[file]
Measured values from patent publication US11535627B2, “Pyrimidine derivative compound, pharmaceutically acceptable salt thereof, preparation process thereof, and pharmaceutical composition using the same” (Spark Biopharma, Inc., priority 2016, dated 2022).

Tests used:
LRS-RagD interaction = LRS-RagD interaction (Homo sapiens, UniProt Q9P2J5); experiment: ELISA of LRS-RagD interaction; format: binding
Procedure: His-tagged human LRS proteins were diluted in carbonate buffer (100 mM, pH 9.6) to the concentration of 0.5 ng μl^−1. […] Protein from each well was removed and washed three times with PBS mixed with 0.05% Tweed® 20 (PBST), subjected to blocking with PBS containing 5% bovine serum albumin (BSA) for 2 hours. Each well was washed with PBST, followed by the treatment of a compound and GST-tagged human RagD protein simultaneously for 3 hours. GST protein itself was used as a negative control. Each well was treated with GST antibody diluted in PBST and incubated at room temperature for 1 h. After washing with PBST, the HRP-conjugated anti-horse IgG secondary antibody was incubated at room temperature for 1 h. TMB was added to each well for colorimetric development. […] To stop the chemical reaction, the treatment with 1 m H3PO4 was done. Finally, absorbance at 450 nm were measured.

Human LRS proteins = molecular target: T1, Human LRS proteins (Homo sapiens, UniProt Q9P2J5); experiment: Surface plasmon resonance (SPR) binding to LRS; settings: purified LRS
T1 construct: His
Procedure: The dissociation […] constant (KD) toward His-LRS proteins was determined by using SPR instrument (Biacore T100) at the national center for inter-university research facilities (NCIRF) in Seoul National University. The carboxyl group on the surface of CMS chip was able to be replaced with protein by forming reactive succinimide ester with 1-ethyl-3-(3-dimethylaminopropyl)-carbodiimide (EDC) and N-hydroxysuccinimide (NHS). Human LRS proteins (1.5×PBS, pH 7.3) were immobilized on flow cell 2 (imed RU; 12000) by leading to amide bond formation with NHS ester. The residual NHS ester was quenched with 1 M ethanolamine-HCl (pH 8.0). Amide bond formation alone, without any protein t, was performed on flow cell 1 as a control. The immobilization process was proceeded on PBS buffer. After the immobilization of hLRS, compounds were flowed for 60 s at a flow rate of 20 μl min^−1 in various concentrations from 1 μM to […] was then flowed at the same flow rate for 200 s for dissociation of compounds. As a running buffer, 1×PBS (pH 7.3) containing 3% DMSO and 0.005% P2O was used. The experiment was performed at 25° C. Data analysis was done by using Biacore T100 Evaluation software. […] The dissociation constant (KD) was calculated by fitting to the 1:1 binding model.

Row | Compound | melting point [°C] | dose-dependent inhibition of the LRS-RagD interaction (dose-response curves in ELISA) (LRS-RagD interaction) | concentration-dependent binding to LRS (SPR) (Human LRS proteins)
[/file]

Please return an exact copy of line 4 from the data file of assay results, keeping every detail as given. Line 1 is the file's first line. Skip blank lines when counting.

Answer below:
Procedure: His-tagged human LRS proteins were diluted in carbonate buffer (100 mM, pH 9.6) to the concentration of 0.5 ng μl^−1. […] Protein from each well was removed and washed three times with PBS mixed with 0.05% Tweed® 20 (PBST), subjected to blocking with PBS containing 5% bovine serum albumin (BSA) for 2 hours. Each well was washed with PBST, followed by the treatment of a compound and GST-tagged human RagD protein simultaneously for 3 hours. GST protein itself was used as a negative control. Each well was treated with GST antibody diluted in PBST and incubated at room temperature for 1 h. After washing with PBST, the HRP-conjugated anti-horse IgG secondary antibody was incubated at room temperature for 1 h. TMB was added to each well for colorimetric development. […] To stop the chemical reaction, the treatment with 1 m H3PO4 was done. Finally, absorbance at 450 nm were measured.